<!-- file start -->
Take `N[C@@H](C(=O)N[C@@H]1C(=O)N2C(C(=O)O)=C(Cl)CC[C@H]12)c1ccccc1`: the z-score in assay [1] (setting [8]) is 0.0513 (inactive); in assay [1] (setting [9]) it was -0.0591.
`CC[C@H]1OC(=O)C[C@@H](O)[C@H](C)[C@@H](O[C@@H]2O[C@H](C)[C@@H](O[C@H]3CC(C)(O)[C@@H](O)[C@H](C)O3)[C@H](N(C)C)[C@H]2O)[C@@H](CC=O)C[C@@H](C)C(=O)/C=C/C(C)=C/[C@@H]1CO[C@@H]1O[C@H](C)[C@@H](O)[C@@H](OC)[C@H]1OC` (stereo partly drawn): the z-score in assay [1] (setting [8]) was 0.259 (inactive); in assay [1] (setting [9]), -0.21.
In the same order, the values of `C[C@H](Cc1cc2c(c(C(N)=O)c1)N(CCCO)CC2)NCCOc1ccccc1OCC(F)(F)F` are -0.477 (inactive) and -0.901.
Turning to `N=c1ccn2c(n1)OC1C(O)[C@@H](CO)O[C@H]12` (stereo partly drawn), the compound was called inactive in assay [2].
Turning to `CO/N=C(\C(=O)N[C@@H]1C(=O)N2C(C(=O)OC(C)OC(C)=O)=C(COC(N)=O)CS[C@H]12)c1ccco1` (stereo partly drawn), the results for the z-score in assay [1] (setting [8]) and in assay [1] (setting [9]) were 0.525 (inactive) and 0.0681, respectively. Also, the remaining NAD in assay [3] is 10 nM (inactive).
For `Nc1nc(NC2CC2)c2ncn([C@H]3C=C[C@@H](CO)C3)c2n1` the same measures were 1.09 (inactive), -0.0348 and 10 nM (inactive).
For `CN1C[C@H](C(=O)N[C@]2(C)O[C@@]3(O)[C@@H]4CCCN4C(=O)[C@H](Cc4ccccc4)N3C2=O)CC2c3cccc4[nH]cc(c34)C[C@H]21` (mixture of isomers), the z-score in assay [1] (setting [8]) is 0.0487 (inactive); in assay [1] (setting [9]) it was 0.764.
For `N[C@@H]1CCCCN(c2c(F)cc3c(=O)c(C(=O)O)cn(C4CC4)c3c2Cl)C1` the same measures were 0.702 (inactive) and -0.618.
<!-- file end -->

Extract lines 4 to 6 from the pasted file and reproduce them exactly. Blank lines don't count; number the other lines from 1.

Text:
Turning to `N=c1ccn2c(n1)OC1C(O)[C@@H](CO)O[C@H]12` (stereo partly drawn), the compound was called inactive in assay [2].
Turning to `CO/N=C(\C(=O)N[C@@H]1C(=O)N2C(C(=O)OC(C)OC(C)=O)=C(COC(N)=O)CS[C@H]12)c1ccco1` (stereo partly drawn), the results for the z-score in assay [1] (setting [8]) and in assay [1] (setting [9]) were 0.525 (inactive) and 0.0681, respectively. Also, the remaining NAD in assay [3] is 10 nM (inactive).
For `Nc1nc(NC2CC2)c2ncn([C@H]3C=C[C@@H](CO)C3)c2n1` the same measures were 1.09 (inactive), -0.0348 and 10 nM (inactive).